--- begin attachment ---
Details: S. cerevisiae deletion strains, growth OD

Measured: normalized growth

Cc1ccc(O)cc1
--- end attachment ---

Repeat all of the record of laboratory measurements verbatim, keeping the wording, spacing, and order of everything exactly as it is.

Details: S. cerevisiae deletion strains, growth OD

Measured: normalized growth

Cc1ccc(O)cc1